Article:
But the number of rituals did. Apparently having family rituals makes the holidays better and the more the merrier. The study could measure only correlations between subjects' responses, leaving causality uncertain—Do rituals increase holiday pleasure, or do people who already enjoy the holidays choose to perform more rituals?.

Yet enjoyment ratings were higher when given after, versus before, describing rituals, suggesting that simply thinking about rituals can put a warm filter on one's experience. €œWhatever the ritual is, and however small it may seem, it helps people to really get closer to one another,” says Ovul Sezer, a researcher at Harvard Business School and the paper's primary author. €œ[With] some rituals we don't even know why we do them, but they still work,” she says.

It could be that rituals offer “small, nonobvious ways” to get people to share an experience without feeling awkward or forced, suggests Kathleen Vohs, a psychologist at the University of Minnesota and one of Sezer's co-authors. She compares that with “obvious ploys” such as saying, “Hey, everyone, gather around the kitchen table, we're going to play Yahtzee,” which, she notes, “might be more likely to produce a whole lot of kickback.”Genome-edited food made with CRISPR–Cas9 technology is being sold on the open market for the first time. Since September, the Sicilian Rouge tomatoes, which are genetically edited to contain high amounts of γ-aminobutyric acid (GABA), have been sold direct to consumers in Japan by Tokyo-based Sanatech Seed.

The company claims oral intake of GABA can help support lower blood pressure and promote relaxation. In Japan, dietary supplements and foods enriched for GABA are popular among the public, says Hiroshi Ezura, chief technology officer at Sanatech and a plant molecular biologist at the University of Tsukuba. €œGABA is a famous health-promoting compound in Japan.

It’s like vitamin C,” he says. More than 400 GABA-enriched food and beverage products, such as chocolates, are already on the Japanese market, he says. €œThat’s why we chose this as our first target for our genome editing technology,” he says.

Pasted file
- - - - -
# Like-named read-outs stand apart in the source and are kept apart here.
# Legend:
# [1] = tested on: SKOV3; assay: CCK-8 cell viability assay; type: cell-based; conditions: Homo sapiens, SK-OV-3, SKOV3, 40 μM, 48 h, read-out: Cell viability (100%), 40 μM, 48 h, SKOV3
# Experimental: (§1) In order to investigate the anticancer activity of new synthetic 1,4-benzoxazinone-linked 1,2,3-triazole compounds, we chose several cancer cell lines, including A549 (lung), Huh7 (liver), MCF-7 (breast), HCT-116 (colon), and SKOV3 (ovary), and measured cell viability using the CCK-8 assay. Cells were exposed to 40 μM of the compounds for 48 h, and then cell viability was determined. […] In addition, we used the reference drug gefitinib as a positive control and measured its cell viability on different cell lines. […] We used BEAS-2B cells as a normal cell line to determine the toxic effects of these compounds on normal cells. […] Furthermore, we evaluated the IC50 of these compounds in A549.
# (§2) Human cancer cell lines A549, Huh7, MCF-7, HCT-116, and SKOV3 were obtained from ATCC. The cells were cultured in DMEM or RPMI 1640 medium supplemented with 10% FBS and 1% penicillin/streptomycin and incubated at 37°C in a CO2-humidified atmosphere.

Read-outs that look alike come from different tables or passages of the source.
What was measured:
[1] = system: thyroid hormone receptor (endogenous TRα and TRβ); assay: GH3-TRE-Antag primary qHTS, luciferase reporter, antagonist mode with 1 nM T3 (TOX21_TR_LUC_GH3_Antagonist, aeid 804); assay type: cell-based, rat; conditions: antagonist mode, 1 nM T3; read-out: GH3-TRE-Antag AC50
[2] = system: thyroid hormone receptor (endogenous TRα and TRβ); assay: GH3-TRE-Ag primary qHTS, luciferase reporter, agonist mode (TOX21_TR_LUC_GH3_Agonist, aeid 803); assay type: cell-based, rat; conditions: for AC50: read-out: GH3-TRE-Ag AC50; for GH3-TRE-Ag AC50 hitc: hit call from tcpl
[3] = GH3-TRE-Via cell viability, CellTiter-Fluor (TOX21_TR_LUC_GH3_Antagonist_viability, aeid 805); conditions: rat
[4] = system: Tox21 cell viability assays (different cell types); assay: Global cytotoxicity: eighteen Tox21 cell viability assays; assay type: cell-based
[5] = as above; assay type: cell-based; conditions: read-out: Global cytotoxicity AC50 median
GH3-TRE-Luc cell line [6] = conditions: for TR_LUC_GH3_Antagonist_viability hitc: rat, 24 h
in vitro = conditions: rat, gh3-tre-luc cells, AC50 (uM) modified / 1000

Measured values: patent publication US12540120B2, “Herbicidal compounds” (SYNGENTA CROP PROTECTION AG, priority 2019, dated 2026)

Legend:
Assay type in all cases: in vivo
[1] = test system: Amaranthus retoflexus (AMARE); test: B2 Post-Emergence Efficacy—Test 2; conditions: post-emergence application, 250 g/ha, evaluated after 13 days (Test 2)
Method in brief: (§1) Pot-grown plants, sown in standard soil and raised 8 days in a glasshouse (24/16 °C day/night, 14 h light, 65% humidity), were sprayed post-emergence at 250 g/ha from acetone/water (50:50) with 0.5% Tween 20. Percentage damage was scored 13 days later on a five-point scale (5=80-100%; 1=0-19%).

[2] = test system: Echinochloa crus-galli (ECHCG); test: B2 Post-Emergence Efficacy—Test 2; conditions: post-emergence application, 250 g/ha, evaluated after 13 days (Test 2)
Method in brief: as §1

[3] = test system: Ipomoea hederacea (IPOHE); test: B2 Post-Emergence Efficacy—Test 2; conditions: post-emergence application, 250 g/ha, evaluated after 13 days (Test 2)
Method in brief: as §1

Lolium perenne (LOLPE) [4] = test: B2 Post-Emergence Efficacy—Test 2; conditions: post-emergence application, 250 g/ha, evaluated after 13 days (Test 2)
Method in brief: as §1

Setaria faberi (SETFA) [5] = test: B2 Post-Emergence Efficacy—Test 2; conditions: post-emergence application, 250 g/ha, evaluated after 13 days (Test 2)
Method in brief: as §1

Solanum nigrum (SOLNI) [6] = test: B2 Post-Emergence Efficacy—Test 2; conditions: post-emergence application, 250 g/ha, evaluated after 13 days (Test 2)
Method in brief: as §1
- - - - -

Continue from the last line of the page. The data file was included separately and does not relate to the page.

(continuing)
Sanatech, a startup from the University of Tsukuba, first tested the appetite of consumers in Japan for the genome-edited fruit in May 2021 when it sent free seedling CRISPR-edited tomato plants to about 4,200 home gardeners who had requested them. Encouraged by the positive demand, the company started direct internet sales of fresh tomatoes in September and a month later took orders for seedlings for next growing season. Japan’s regulators approved the tomato in December 2020.

Since its inception a decade ago, CRISPR–Cas9 genome editing has become a tool of choice for plant bioengineers. Researchers have successfully used it to develop non-browning mushrooms, drought-tolerant soybeans and a host of other creative traits in plants. Many have received a green light from US regulators.

But before Sanatech’s tomato, no CRISPR-edited food crops were known to have been commercialized. Consumers may find food ingredients made with some of the older DNA editing techniques, such as transcription activator-like effector nucleases (TALENs). Indeed, Calyxt in 2019 commercialized a TALEN-edited soybean oil that is free of trans fats.

Genome editing tools have also been used to transform a host of ornamental plants. So it was only a matter of time before a CRISPR-edited crop reached palates. More interesting, however, is that the developer chose this high GABA trait as a first target.

GABA is an amino acid and a neurotransmitter that blocks impulses between nerve cells in the brain. The molecule is found natively in the human body and is also ubiquitously present in plants, animals and microorganisms, as well as in food. It can be synthesized by fermenting food and has been developed as a nutritional supplement in some regions.

Sanatech’s researchers increased the amount of GABA in tomato by manipulating a metabolic pathway called the GABA shunt. There, they disabled a gene that encodes calmodulin-binding domain (CaMBD). Removal of CaMBD enables increased activity of the enzyme glutamic acid decarboxylase, which catalyzes the decarboxylation of glutamate to GABA, thus raising levels of the molecule.

Sanatech has been careful not to claim that its tomatoes therapeutically lower blood pressure and promote relaxation. Instead, the company implies it, by advertising that consuming GABA, generally, can achieve these effects and that its tomatoes contain high levels of GABA. This has raised some eyebrows in the research community, given the paucity of evidence supporting GABA as a health supplement.

To support the blood-pressure assertion, Sanatech cites two human studies. A 2003 paper on the effect of consuming fermented milk containing GABA and a 2009 paper of the effects of GABA, vinegar and dried bonito. Both studies were conducted in people with mild hypertension and showed blood-pressure-lowering effects.

But the papers lack good control groups, and the effects in the experimental groups could be explained by factors other than GABA, says Maarten Jongsma, a molecular cell biologist at Wageningen University &. Research in the Netherlands, who studies the effects of plant compounds on human nutrition. €œThere’s no consensus” on the health benefits of consuming GABA, nor evidence that it can cross the blood–brain barrier and reach the central nervous system, adds Renger Witkamp, a nutrition scientist also at Wageningen.